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What is a Huhner Test?

By Emma Lloyd
Updated Mar 03, 2024
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The Huhner test is a type of fertility test in which the compatibility of sperm and cervical mucus is evaluated. This is an important test because up to 8% of infertility cases are related to incompatibility between cervical mucus and sperm. The Huhner test, also known as the Sims-Huhner test or the postcoital test, is carried out by an infertility diagnostician, who examines these fluids several hours after intercourse has taken place.

Cervical cells secrete mucus which changes in consistency according to different phases of the menstrual cycle. As the cycle approaches the time of ovulation, cervical cells produce larger quantities of mucus. The mucus also changes qualitatively, to approximate a pH and viscosity that is more compatible with sperm migration. For sperm to travel past the cervix and into the uterus, the mucus present in the cervix must generally be of pH 7 to 8.5, and have a certain degree of viscosity and stretch. Infertility may result if the cervical mucus and sperm are incompatible.

To determine whether cervical mucus has the required pH and viscosity, the Huhner test is carried out several hours after intercourse, on a date close to the woman’s time of ovulation. Generally, a couple undergoing the test is asked to avoid intercourse for 48 hours prior to the test, and to then have intercourse four to eight hours before the test appointment is scheduled. During the test appointment, mucus samples are collected from the woman’s cervix and are then examined in a diagnostic lab.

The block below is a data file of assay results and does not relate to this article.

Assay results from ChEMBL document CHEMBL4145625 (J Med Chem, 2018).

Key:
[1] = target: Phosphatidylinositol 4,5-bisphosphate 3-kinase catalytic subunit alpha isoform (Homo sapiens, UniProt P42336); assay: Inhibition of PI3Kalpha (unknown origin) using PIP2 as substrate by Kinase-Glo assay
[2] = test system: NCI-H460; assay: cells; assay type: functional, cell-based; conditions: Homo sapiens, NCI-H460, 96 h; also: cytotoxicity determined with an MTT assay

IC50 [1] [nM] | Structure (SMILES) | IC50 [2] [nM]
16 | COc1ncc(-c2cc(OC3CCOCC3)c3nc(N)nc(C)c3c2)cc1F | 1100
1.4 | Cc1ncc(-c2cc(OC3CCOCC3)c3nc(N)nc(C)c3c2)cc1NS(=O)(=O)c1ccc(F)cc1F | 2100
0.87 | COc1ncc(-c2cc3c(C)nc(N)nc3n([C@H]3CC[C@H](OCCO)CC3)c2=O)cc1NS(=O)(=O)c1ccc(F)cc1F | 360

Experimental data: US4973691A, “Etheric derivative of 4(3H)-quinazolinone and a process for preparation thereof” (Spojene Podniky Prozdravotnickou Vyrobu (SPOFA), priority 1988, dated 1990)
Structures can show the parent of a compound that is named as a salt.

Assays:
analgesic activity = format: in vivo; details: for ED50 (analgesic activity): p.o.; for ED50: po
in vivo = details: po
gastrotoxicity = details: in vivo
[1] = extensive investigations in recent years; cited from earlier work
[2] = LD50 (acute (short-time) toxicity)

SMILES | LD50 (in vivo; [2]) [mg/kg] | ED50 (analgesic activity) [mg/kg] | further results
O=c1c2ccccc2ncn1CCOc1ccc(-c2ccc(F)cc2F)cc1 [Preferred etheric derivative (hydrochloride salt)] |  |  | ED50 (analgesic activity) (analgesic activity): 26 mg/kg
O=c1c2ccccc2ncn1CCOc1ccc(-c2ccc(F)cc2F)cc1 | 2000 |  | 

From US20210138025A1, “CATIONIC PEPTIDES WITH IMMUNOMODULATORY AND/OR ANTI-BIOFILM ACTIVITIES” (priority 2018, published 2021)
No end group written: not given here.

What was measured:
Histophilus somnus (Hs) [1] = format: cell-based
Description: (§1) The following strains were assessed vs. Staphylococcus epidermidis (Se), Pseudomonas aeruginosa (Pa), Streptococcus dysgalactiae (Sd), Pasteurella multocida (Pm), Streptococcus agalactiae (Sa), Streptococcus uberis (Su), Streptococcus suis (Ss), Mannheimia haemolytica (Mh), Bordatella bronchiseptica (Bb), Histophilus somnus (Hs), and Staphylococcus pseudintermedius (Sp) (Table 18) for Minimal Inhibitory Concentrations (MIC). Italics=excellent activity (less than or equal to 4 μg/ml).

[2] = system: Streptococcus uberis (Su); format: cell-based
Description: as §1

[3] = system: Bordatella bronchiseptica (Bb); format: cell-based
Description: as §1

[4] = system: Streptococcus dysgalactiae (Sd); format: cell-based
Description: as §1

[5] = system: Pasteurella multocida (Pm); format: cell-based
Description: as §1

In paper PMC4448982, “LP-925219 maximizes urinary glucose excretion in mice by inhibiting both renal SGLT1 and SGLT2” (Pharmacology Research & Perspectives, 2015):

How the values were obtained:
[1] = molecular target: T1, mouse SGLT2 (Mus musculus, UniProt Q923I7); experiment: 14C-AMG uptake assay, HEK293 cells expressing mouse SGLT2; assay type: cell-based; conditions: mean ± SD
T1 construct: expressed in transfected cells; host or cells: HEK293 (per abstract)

Several different aspects of the cervical mucus are evaluated during a Huhner test. First, the mucus is examined for clarity and viscosity. Mucus obtained from the cervix at the time of ovulation should be clear and watery, and viscous enough that a portion of the mucus can be stretched at least 3.15 inches (8 cm) before breaking. The pH of the mucus is also recorded; the optimal level is pH 7 to 8.5.

The next part of the Huhner test involves the microscopic examination of the mucus to check how many sperm are present. A drop of mucus should contain a dozen or more sperm, which should swim with a strong forward motion. If there are too few sperm, this may indicate that the pH of the mucus is too low for sperm to survive. If sperm are unable to swim strongly, the mucus may be too thick.

The presence of other types of cells, including immune cells and yeast cells, is also noted. If larger than normal numbers of immune cells are present an infection may be affecting the quality of cervical mucus. Similarly, the presence of yeast cells indicates an infection that may also affect survival and motility of sperm. In some cases, resolving the infection will improve mucus quality enough to allow the woman to conceive.

If the quality of a woman’s cervical mucus is reducing her ability to conceive, and this problem has no other underlying cause, she may be prescribed hormonal medication that can improve the quality of the mucus. When medication does not resolve the problem, artificial insemination may be recommended. This procedure enables sperm to bypass the cervical mucus, improving the chances of conception.

The Health Board is dedicated to providing accurate and trustworthy information. We carefully select reputable sources and employ a rigorous fact-checking process to maintain the highest standards. To learn more about our commitment to accuracy, read our editorial process.
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